Typ­i­cally, a VR an­i­mated film stretches only up to a dozen min­utes. Con­stant up­dat­ing of the nec­es­sary tools and hard­ware is hin­der­ing film­mak­ers from at­tempt­ing a fea­ture-length VR film. Sand­man Stu­dios must com­pletely re­in­stall its de­sign soft­ware ev­ery two months in or­der for it to func­tion op­ti­mally.

“Af­ter we up­date the soft­ware, work that might have taken two weeks be­fore can be ac­com­plished in two days,” Lou says. “Ev­ery time it’s a no-brainer.”

Fur­ther­more, most VR head­sets re­main heavy and cum­ber­some and lack ul­tra-high res­o­lu­tion. Users can get dizzy af­ter ex­tended us­age. Such con­cerns have also quashed hopes for fea­ture-length VR films. In the eyes of Lei Zheng­meng, pro­ducer of The Dream Col­lec­tor and co­founder of Pinta Stu­dios, the ideal length of a VR film should be about 10 min­utes, so VR an­i­ma­tion is suited to tell a “short but mov­ing story.”

The Dream Col­lec­tor tells the heart­warm­ing story of an old man who col­lects and fixes dis­carded ob­jects be­fore giv­ing them to oth­ers, through which the dreams pre­served in those ob­jects are also passed on. Di­rec­tor Mi Li drew in­spi­ra­tion from a real-life en­counter he had with an el­derly scav­enger he met on the street. With the an­i­mated film, he hopes to re­mind peo­ple of dreams they have aban­doned.

Another VR an­i­mated film soon to be re­leased by Pinta Stu­dios is Shen­nong: Taste of Il­lu­sion, a fairy tale about Shen-

nong, the leg­endary fa­ther of Chi­nese herbal medicine, who is known for tast­ing herbs to dis­cover their qual­i­ties. Ac­cord­ing to Lei, a scene in which Shen­nong fights il­lu­sory monsters af­ter eat­ing a poi­sonous herb is par­tic­u­larly breath­tak­ing in VR.

Big VR Busi­ness

In mid-septem­ber 2017, The Dream Col­lec­tor, which cost 2.5 mil­lion yuan (about US$378,170) to make, was re­leased through on­line VR plat­forms and re­ceived a mil­lion views within 27 hours of its re­lease. The an­i­mated film af­fords view­ers a 360-de­gree panoramic video on their smart­phones. More­over, us­ing a VR head­set, view­ers can see dif­fer­ent images as they move their heads or eyes, which greatly en­hances the ex­pe­ri­ence.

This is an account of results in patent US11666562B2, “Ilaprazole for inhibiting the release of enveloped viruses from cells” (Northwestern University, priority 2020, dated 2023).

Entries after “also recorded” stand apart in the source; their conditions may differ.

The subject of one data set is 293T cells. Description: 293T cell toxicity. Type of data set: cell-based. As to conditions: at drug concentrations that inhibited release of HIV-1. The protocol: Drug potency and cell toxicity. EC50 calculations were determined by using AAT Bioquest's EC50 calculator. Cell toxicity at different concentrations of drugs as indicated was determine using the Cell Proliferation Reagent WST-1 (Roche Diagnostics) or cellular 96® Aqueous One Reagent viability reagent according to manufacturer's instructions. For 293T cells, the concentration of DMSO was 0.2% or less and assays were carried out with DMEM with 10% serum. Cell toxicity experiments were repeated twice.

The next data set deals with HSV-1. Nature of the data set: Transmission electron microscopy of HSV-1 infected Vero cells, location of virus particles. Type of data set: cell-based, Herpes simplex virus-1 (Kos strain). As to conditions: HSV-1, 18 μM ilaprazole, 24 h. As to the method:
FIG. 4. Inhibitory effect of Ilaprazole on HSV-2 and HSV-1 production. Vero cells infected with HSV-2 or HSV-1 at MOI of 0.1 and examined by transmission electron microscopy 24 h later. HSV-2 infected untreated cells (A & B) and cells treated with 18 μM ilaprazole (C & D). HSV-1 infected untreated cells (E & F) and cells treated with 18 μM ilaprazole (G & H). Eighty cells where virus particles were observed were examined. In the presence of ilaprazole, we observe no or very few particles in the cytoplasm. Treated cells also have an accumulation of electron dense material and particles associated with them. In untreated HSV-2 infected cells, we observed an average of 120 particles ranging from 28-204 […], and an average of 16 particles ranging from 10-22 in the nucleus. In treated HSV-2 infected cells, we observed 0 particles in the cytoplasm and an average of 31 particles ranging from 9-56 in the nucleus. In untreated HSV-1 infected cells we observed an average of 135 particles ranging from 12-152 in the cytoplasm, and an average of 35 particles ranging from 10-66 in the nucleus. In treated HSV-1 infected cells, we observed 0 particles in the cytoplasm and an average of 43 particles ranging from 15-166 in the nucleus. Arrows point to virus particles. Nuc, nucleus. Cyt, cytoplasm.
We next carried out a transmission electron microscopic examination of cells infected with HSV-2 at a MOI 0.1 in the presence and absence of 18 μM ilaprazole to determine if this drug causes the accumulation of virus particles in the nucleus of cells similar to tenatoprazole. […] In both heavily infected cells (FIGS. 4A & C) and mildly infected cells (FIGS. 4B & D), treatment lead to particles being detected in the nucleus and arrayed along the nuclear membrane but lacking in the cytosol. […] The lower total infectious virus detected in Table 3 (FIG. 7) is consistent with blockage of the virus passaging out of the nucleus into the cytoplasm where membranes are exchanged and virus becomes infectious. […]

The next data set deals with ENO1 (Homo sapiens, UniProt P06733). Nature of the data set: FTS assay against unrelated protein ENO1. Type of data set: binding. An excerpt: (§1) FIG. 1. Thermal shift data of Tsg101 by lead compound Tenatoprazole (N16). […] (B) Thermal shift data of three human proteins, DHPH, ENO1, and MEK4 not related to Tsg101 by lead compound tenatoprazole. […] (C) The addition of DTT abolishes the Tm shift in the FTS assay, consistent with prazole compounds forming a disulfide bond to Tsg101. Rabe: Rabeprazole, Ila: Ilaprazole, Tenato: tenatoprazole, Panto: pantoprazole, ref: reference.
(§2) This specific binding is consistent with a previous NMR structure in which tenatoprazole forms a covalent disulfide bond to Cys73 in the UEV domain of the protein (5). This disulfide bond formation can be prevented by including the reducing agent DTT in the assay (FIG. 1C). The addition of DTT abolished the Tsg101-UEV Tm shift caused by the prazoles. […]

How­ever, a VR head­set and a com­puter that can han­dle VR videos can cost over 10,000 yuan (about US$1,510), a price point that has kept VR re­moved from ubiq­uity in or­di­nary house­holds.

Only a hand­ful of pub­lic the­aters have at­tempted to screen VR films. The over­whelm­ing ma­jor­ity of VR ex­pe­ri­ence cen­ters around China fo­cus on pro­vid­ing VR games. Not un­til June 2017 did Beijing wel­come its first VR cinema. How­ever, do­mes­tic busi­ness giants in­clud­ing Gome and Wanda have be­gun sink­ing more money into con­struc­tion of VR cinemas.

Since 2016, China’s VR mar­ket has un­der­gone ex­plo­sive growth fol­lowed by a sharp de­cline. In this con­text, many VR con­tent pro­duc­ers were left on the brink of bank­ruptcy. Even when in­vestors were bullish on VR, most cap­i­tal ended up with hard­ware man­u­fac­tur­ers rather than con­tent pro­duc­ers. Com­pared to its peers, Pinta Stu­dios en­joyed a smooth start. When Mi Li, who had served as ex­ec­u­tive di­rec­tor of the fa­mous Chi­nese an­i­mated film Mon­key King: Hero Is Back, joined, the com­pany found it­self with a sharper com­pet­i­tive edge. Still, co-founder Lei Zheng­meng vis­ited dozens of in­vestors be­fore even­tu­ally se­cur­ing an an­gel in­vest­ment of six mil­lion yuan (about US$906,820).